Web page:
Don't Flush Your Analytics
I am desperately trying to potty train Sam, my 3 year old son. I know (and I think he knows) the emotional and rational benefits of making deposits in the potty instead of the diaper. Rationally, it will keep the mess away from him and he will get huge rewards. Emotionally, it will make him feel more accomplished and it will thrill his parents. Even though he is aware of these benefits, every time we get near the potty he screams and freaks out. If we actually get him on the throne, he just sits for a minute and promptly declares "I'm done".
A few weeks ago, during one of Sam's freak out sessions, I realized that potty training a toddler is the same as convincing a company to USE their web analytics. I believe that most companies see the benefits. Rationally, analytics can help them to identify "the mess" and, by fixing it, get huge rewards. Emotionally, they can see success points and thrill their CEO. But, like Sam, some companies freak out when they think of using the data or they look at it for a minute, pull a few flat stats and declare "I'm done".
Because these situations are similar, I've pulled a few tips commonly used for potty training to help get those companies who aren't quite there yet to start using their analytics.
Establish A Routine
Every two hours I force Sam to sit on the potty. Setting a schedule should help him to gain a level of comfort. If your company has a web analytics tool in place but no one looks at the data, why have the tool at all? It is important to look at the data weekly. Yes, there is a ton of "stuff" there and it can be overwhelming. But, by regularly looking at the charts and stats, you will eventually gain a comfort level with the definitions and data contained in the reports. Once you are comfortable and understand what you see, you will understand the power behind the numbers.
Read A Few Blogs
I'm not sure if there are blogs on potty training maybe I should start one! But there are tons of blogs on website analysis. Reading these blogs will help you figure out what you need to track and how to track it.
Our goal is to have Sam completely potty trained within the next 6 months. It is not a totally aggressive goal but it gives us something to work towards. If you do not have defined website goals, how will you know if you are succeeding? Define site goals and use your analytics to measure success.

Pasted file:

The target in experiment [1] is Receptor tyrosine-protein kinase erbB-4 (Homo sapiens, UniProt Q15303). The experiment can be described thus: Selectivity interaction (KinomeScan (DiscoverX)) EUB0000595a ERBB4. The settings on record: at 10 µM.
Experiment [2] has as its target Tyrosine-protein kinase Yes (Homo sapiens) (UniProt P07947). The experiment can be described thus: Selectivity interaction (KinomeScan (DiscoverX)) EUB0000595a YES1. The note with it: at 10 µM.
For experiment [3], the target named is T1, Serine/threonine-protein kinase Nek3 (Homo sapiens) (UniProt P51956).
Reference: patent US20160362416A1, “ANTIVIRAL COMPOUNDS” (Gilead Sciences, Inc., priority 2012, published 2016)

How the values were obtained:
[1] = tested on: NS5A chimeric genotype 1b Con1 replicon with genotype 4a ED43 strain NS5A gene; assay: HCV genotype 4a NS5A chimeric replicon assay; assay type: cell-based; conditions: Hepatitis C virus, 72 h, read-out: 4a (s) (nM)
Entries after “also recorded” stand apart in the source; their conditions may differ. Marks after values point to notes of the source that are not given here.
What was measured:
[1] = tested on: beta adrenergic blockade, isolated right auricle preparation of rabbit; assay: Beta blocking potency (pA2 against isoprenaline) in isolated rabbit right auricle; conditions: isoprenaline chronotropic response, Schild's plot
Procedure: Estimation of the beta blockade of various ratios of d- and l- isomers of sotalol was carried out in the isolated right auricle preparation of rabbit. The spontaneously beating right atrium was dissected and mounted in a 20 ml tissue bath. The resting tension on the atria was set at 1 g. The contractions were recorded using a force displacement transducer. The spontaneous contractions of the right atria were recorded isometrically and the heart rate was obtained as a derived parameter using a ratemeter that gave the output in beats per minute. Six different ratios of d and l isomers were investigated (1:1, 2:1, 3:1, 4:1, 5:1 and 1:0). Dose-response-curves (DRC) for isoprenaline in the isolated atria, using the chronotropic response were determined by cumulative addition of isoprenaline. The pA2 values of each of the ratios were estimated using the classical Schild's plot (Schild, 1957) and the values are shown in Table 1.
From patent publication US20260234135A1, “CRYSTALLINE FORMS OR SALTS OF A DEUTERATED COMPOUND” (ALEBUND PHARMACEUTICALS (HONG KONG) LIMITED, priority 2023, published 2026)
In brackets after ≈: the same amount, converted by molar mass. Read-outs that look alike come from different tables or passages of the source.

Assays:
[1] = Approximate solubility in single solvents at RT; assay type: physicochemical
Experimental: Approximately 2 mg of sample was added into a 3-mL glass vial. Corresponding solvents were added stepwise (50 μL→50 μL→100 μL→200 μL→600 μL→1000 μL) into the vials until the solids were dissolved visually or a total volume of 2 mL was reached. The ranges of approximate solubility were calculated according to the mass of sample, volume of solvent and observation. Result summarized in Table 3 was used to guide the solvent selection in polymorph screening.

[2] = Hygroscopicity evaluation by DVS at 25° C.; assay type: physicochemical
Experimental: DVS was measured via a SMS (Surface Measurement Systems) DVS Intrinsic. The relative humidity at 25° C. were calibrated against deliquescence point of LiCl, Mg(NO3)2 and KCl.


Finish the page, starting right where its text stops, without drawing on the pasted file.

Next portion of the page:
Rewards & Positive Reinforcement
Ahh the payoff! When Sam does the deed we give him sweet tarts, stickers and potty songs as rewards. If you use your analytics you will be able to figure out what is working and what isn't working. So, you can fix the bad and cash in on the good. This will increase your site's usability, generate more conversions (sales, membership registrations, e-mail sign ups, etc.) and, ultimately, decrease cost while increasing revenue. Your boss will be singing you songs of praise and the reward will, hopefully, be more money in your paycheck. (So you'll be able to buy tons of stickers and sweet tarts!)
In my opinion, analyzing your web stats is not difficult, it is overwhelming. You can get lost in the data. Don't get frustrated just keep trying. Eventually you will be able to see the important trends and it will all make sense. That is what we tell Sam and, day by day, he gets closer and closer to the potty.
Convince your company that analytics are important. If you can't do it now, follow the data for a while and prove the benefit to them. And, in the interim, please feel free to pass on potty training advice. Diapers and pull ups are getting way too expensive!
This was a guest post contributed by Shareen Jordan. Professionally, Shareen has grown up in the internet industry. Over the past decade (and then some), she has worked with most facets of the web, including: development, project management, marketing, testing and analytics. Her diverse background helps her to understand both the possibilities and limitations of online space. As a result, she is able to enhance a user's experience and increase conversions based on web site statistics, best practices and testing.